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Banging heads and falling apart – your handy Brexit Disintegration Primer

April 7, 2019


Edict of Thessalonica

A long time ago – in the 4th Century CE to be precise – if you wandered into the ancient equivalent of a pub in Constantinople and started mouthing off about the divinity of Christ, you ran the risk of getting into a serious fight. If you expressed the wrong opinion you could have been expelled from the premises, beaten up and possibly murdered.

Such was the passion for religious arguments that they seemed more important to the ordinary citizens of the Roman Empire’s new capital than the threat from marauding Goths and other predators. Understandably, for did not belief in the precise nature of Christ determine whether or not your immortal soul would ascend to heaven or roast in the eternal fires?

These controversies caused so much trouble that a succession of emperors from Constantine onwards attempted bring them to an end with a series of decrees, backed by conventions of clerics gathered to reach a compromise. Which they duly did, but with an explicit understanding that those who disagreed would, in the words of the Edict of Thessalonica:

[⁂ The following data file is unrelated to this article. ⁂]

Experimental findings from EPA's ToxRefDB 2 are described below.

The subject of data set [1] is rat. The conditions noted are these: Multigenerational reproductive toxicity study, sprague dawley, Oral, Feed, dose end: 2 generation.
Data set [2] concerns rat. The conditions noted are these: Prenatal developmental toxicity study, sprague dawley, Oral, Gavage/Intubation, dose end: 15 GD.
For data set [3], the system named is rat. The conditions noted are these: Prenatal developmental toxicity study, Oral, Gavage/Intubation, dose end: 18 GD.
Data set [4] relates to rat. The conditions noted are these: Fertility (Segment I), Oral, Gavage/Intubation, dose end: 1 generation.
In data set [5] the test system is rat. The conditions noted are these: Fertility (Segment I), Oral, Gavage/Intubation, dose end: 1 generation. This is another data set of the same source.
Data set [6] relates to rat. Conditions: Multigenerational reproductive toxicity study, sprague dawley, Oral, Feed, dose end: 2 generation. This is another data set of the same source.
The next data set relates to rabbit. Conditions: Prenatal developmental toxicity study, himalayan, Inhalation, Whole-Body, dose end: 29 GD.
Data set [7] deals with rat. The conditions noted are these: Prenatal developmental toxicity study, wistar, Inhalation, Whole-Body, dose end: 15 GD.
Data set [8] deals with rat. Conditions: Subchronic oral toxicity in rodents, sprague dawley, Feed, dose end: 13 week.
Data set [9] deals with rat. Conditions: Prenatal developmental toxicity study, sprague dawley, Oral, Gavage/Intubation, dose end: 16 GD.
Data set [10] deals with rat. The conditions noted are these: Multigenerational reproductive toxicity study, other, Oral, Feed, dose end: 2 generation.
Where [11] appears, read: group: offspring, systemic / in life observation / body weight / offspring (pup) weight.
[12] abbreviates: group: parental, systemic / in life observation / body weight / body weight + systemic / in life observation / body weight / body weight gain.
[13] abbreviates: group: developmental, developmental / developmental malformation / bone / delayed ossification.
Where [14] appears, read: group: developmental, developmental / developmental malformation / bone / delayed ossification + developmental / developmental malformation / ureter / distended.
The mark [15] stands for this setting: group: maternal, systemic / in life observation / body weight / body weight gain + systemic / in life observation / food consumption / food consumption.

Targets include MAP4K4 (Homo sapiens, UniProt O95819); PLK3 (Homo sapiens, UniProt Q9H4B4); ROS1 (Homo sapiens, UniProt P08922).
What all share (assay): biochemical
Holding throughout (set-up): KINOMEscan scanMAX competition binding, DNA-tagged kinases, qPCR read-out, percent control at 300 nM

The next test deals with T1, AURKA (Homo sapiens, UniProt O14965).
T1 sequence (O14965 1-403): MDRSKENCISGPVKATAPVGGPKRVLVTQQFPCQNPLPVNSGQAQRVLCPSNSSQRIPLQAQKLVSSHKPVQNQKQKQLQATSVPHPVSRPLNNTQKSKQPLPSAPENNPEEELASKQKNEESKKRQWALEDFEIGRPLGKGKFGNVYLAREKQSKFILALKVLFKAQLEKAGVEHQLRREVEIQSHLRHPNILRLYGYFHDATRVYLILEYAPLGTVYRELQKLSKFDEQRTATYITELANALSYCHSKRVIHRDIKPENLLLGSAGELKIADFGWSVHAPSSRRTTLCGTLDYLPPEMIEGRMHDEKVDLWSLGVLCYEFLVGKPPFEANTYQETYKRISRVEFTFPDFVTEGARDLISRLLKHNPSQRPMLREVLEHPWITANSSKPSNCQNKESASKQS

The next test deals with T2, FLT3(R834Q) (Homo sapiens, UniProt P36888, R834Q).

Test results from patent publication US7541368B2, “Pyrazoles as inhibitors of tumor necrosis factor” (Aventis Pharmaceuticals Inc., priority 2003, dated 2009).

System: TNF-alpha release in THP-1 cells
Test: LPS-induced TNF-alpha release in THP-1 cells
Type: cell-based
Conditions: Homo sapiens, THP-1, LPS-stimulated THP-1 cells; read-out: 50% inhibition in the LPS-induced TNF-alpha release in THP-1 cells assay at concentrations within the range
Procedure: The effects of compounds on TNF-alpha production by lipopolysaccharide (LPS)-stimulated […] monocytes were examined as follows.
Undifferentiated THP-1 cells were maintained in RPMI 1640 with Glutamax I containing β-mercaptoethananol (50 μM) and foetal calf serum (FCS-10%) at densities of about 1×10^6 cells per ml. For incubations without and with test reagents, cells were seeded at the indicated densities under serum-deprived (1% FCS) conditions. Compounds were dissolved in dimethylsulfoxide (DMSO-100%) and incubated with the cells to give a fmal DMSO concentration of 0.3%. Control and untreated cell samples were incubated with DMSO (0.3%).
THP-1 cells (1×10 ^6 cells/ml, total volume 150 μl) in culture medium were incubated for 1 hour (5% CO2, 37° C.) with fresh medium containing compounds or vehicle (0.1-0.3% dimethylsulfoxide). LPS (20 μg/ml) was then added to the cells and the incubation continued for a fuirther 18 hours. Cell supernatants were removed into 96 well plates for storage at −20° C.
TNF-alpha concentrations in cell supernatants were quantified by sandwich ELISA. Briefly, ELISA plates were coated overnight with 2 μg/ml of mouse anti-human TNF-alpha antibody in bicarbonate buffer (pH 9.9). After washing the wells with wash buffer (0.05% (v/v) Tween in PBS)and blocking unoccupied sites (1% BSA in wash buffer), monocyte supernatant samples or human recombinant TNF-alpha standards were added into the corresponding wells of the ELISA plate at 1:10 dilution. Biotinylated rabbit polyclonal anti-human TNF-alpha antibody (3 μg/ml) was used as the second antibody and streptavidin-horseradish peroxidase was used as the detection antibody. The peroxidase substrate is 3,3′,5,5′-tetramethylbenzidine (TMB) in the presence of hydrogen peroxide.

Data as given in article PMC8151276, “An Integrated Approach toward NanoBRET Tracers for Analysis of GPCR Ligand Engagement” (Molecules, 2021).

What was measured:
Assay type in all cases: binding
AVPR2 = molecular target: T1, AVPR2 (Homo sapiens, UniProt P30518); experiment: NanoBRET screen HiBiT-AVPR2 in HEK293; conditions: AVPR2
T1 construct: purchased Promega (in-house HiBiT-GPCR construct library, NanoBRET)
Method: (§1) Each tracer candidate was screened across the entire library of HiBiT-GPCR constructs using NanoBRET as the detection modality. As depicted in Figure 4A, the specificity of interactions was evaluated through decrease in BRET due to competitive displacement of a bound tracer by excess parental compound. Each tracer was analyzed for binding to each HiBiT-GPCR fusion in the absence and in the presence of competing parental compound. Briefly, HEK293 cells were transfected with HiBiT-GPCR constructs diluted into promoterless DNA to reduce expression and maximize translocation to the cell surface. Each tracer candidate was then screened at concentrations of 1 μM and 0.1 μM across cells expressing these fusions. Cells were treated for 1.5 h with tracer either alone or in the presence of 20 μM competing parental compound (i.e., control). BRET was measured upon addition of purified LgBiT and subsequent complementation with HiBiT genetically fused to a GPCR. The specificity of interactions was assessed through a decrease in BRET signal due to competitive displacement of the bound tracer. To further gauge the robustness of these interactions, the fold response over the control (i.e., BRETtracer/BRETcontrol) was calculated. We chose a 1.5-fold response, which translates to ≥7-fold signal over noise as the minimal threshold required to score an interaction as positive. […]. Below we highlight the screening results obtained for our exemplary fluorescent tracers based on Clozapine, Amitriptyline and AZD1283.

“suffer in the first place the chastisement of the divine condemnation and in the second the punishment of our authority which in accordance with the will of Heaven we shall decide to inflict.”

Disputes over the relationship between the Father, the Son and the Holy Spirit come to mind when I hear reports of Theresa May telling Jeremy Corbyn that her Brexit deal delivers membership of the Customs Union “in all but name”.

It is perhaps unfortunate that we don’t have an emperor to bang heads together over Brexit.

In recent times we’ve been beset by arguments over secular articles of faith – from deeply destructive conflicts between communism and fascism to everyday contests between capitalism and socialism, Republicans and Democrats and, in my own country, between Conservatives and Labour. All of these disagreements concern our future in this life rather than in the hereafter.

But now, overlaid upon traditional ideological divides, we have an issue that has arisen from being a minority obsession to a political inferno sucking so much energy from those who govern us that other pressing issues – such as inequality, climate change, crime and pollution – are scarcely being addressed at all.